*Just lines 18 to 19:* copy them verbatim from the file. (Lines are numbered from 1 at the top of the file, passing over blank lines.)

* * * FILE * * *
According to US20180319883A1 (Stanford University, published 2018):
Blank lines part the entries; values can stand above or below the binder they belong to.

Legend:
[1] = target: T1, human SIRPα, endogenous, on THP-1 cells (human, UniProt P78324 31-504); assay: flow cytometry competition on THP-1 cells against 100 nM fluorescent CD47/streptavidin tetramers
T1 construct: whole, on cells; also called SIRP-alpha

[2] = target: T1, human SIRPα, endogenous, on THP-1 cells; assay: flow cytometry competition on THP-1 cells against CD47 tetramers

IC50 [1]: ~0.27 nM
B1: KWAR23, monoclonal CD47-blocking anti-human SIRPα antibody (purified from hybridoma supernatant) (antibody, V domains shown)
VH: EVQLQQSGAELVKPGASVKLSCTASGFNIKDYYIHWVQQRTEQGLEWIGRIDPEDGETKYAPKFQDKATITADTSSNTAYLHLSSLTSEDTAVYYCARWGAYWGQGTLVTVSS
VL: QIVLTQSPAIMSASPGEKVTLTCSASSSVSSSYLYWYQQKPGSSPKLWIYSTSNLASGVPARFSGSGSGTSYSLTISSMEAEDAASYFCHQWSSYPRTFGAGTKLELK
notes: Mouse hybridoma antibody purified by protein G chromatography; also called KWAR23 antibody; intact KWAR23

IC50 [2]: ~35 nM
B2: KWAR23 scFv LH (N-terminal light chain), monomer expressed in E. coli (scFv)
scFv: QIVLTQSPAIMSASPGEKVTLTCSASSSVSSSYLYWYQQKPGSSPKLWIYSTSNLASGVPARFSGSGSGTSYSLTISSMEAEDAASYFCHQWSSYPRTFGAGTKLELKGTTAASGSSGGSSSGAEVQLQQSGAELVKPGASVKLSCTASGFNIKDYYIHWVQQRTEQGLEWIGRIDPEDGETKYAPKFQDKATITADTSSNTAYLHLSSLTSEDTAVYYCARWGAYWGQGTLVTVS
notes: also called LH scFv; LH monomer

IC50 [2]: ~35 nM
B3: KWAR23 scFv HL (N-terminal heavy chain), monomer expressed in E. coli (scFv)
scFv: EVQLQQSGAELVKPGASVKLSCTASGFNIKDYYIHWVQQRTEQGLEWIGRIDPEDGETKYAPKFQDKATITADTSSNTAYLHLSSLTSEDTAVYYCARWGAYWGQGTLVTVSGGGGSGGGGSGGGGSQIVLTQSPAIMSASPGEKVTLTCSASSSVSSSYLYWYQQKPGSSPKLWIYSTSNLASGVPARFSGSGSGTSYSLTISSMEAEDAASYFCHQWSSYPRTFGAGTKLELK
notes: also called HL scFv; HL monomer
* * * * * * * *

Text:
scFv: EVQLQQSGAELVKPGASVKLSCTASGFNIKDYYIHWVQQRTEQGLEWIGRIDPEDGETKYAPKFQDKATITADTSSNTAYLHLSSLTSEDTAVYYCARWGAYWGQGTLVTVSGGGGSGGGGSGGGGSQIVLTQSPAIMSASPGEKVTLTCSASSSVSSSYLYWYQQKPGSSPKLWIYSTSNLASGVPARFSGSGSGTSYSLTISSMEAEDAASYFCHQWSSYPRTFGAGTKLELK
notes: also called HL scFv; HL monomer